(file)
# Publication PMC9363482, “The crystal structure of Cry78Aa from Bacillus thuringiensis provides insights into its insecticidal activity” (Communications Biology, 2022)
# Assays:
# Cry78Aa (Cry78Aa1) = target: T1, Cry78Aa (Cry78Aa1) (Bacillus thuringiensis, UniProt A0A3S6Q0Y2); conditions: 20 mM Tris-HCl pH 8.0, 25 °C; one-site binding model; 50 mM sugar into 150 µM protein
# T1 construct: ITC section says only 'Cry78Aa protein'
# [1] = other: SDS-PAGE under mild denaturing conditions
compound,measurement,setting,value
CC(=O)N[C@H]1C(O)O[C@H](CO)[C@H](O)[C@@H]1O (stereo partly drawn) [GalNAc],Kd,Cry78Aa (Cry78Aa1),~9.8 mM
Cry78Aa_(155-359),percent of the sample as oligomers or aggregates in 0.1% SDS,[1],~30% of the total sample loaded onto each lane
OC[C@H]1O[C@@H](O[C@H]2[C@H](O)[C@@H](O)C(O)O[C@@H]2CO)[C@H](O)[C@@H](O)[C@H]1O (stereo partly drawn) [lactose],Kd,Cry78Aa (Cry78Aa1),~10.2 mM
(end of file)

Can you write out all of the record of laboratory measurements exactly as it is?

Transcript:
# Publication PMC9363482, “The crystal structure of Cry78Aa from Bacillus thuringiensis provides insights into its insecticidal activity” (Communications Biology, 2022)
# Assays:
# Cry78Aa (Cry78Aa1) = target: T1, Cry78Aa (Cry78Aa1) (Bacillus thuringiensis, UniProt A0A3S6Q0Y2); conditions: 20 mM Tris-HCl pH 8.0, 25 °C; one-site binding model; 50 mM sugar into 150 µM protein
# T1 construct: ITC section says only 'Cry78Aa protein'
# [1] = other: SDS-PAGE under mild denaturing conditions
compound,measurement,setting,value
CC(=O)N[C@H]1C(O)O[C@H](CO)[C@H](O)[C@@H]1O (stereo partly drawn) [GalNAc],Kd,Cry78Aa (Cry78Aa1),~9.8 mM
Cry78Aa_(155-359),percent of the sample as oligomers or aggregates in 0.1% SDS,[1],~30% of the total sample loaded onto each lane
OC[C@H]1O[C@@H](O[C@H]2[C@H](O)[C@@H](O)C(O)O[C@@H]2CO)[C@H](O)[C@@H](O)[C@H]1O (stereo partly drawn) [lactose],Kd,Cry78Aa (Cry78Aa1),~10.2 mM